The John Rankin House Historic Site sits on a hill overlooking the village of Ripley, the Ohio River and the state of Kentucky.
The house was the home of the famed Underground Railroad conductor, Rev. John Rankin. He and his family aided approximately 2,000 fugitive slaves during a 40-year period.
Rev. Rankin, a Tennessean by birth, accepted the call to become the minister of the Ripley Presbyterian Church in 1822. It remains an active congregation today and is known as Ripley First Presbyterian Church.
His first permanent home in Ripley was located on Front Street along the Ohio River. A historic marker identifies that home today. The Rankin family moved to the house on the hill in 1829.
Rev. Rankin spoke against slavery from his church pulpit, wrote anti-slavery material and believed no one had the right to own another human being.
As Ripley’s role grew as a stronghold of anti-slavery activity, Rev. Rankin and other area conductors faced very real danger. in 1838 some Kentucky slave owners offered a reward of $2,500 for the abduction or assassination of these conductors
The family of Rev. Rankin and his wife, Jean, was large and included nine sons and four daughters. It was the nine sons as they became teenagers who were given the responsibility of escorting fugitives from the Rankin farm to the next location. Many times they traveled to Red Oak a distance of five miles. Other times the route would take them to Sardinia.
The Rankin family developed a reputation of keeping a light burning in one of the front windows of their home. That light served as a beacon for fugitives crossing the Ohio River at night. Fugitives learned to look for the house on the hill and the light in the window.
Among Rev. Rankin’s supporters were Dr.Lyman Beecher and his family.
Dr.Beecher came to Cincinnati to serve as president of Lane Theological Seminary. Several of the Rankin sons attended Lane. Dr.Beecher’s daughter, Harriet Beecher Stowe, incorporated several of the Rankins efforts into her best-selling novel, Uncle Tom’s Cabin. In the novel, her character, Eliza, is based on the fugitive woman who carried her child over the thawing Ohio River and found shelter at the home of Rev. Rankin.
As an older man, Rev. Rankin wrote his autobiography and several of his sons wrote their remembrances of their time in Ripley. This is the basis used by tour guides as they share the Rankin story with visitors.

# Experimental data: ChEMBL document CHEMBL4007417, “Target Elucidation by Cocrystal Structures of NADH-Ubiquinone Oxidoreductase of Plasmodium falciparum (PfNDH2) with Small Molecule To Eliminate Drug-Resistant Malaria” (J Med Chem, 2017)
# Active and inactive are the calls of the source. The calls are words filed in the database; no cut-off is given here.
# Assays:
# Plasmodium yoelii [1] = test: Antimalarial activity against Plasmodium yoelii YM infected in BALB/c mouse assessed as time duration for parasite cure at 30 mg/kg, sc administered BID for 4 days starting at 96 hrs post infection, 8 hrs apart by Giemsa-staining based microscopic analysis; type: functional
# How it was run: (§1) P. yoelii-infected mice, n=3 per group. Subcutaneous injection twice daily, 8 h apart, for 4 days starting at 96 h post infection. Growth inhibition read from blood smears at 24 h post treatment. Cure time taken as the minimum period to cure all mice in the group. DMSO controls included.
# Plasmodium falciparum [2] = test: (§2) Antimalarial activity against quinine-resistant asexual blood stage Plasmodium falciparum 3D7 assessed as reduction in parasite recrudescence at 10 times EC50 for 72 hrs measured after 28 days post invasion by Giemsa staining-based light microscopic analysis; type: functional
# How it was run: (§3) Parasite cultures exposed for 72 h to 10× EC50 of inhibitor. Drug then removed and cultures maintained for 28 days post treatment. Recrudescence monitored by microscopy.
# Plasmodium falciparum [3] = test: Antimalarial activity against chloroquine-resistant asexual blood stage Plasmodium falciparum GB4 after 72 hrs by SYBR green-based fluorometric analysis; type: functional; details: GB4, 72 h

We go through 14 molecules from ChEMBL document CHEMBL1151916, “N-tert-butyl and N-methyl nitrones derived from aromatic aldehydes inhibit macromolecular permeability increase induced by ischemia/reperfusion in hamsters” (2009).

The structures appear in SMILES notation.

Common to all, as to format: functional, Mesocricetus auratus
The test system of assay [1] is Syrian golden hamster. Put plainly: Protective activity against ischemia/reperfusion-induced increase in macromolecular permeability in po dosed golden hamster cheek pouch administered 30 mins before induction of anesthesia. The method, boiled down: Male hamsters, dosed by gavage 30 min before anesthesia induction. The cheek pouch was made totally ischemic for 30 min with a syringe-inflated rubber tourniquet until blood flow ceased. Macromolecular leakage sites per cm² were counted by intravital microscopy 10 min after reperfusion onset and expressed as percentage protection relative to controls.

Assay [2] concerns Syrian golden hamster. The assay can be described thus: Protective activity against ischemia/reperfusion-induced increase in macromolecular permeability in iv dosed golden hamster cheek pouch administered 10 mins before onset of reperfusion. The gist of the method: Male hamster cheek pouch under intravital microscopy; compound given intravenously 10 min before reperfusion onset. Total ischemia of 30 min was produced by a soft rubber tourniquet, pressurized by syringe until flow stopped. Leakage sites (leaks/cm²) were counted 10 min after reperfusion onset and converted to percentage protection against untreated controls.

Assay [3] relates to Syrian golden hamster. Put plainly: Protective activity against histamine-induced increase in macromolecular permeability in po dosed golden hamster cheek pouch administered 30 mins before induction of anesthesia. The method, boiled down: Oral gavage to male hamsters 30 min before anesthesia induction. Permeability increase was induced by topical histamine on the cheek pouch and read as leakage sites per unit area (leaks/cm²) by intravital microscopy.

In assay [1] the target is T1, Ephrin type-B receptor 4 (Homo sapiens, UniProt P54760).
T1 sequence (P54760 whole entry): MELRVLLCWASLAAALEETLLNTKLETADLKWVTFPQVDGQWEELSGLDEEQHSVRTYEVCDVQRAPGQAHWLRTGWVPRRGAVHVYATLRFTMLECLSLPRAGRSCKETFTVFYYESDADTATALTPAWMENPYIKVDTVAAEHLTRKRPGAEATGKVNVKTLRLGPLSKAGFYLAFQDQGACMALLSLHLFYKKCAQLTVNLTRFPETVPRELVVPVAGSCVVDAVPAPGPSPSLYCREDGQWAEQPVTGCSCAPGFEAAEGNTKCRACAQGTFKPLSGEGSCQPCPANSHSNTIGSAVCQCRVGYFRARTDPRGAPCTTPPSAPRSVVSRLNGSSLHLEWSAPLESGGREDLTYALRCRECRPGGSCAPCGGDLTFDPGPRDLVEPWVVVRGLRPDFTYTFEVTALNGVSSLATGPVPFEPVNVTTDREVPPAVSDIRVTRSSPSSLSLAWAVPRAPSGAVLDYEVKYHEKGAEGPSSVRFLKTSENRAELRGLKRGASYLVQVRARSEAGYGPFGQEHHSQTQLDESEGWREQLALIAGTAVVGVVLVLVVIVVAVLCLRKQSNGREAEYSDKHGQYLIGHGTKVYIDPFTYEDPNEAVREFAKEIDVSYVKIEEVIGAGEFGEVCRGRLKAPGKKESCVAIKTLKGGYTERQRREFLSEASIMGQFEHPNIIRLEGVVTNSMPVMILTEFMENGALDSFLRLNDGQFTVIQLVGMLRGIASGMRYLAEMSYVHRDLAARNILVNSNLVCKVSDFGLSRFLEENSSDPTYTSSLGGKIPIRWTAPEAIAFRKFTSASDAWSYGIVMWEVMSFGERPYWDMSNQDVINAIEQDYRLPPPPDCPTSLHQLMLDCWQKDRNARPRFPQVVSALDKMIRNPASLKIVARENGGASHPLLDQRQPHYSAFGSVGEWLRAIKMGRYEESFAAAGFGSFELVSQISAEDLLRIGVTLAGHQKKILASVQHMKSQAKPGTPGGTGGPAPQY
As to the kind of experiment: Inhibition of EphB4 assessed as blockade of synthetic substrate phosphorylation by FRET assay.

The Rankins write of sheltering fugitive slaves in a large barn that once stood on the west side of their house. The barn had a wooden floor and a secret door in the floor and space dug out underneath where several people could be hidden.
Rev. Rankin took pride when he wrote in his autobiography that he “never lost a passenger.” Meaning fugitives in the care of the Rankin family were never caught by their owners or bounty hunters and taken back into slavery.
In 1997 Rankin House was named a National Historic Landmark. This is the highest federal designation given to historic sites.
An August 2014 ceremony was held unveiling a major restoration that brought the house back to an accurate 1840s interpretation. The research revealed the walls in the two downstairs rooms overlooking the river had been stenciled. The stenciling has been recreated in the vibrant colors that first adorned the walls of the Rankin home.
Other families owned Rankin House after the Rankins left Ripley in 1866 and the Ohio Historical Society (now known as the Ohio History Connection) purchased the home in 1938. The house was not restored and opened to the public until 1948 due to World War II.
The John Rankin House Historic Site is open to the public from May through October, Wednesday through Sunday. Hours are 10:00 a.m. to 5:00 p.m. and 12:00 p.m. noon to 5:00 p.m. on Sunday.
In 1981 a local history group, Ripley Heritage, Inc. assumed management of the site through an agreement with the Ohio History Connection. The phone number at the site is 937-392-1627 and the website is ohiohistory.org.
Recommended reading for more detailed information about the Rankins and other Ripley area conductors should include Beyond The River by Ann Hagedorn and Bound For Canaan by Fergus Bordewich.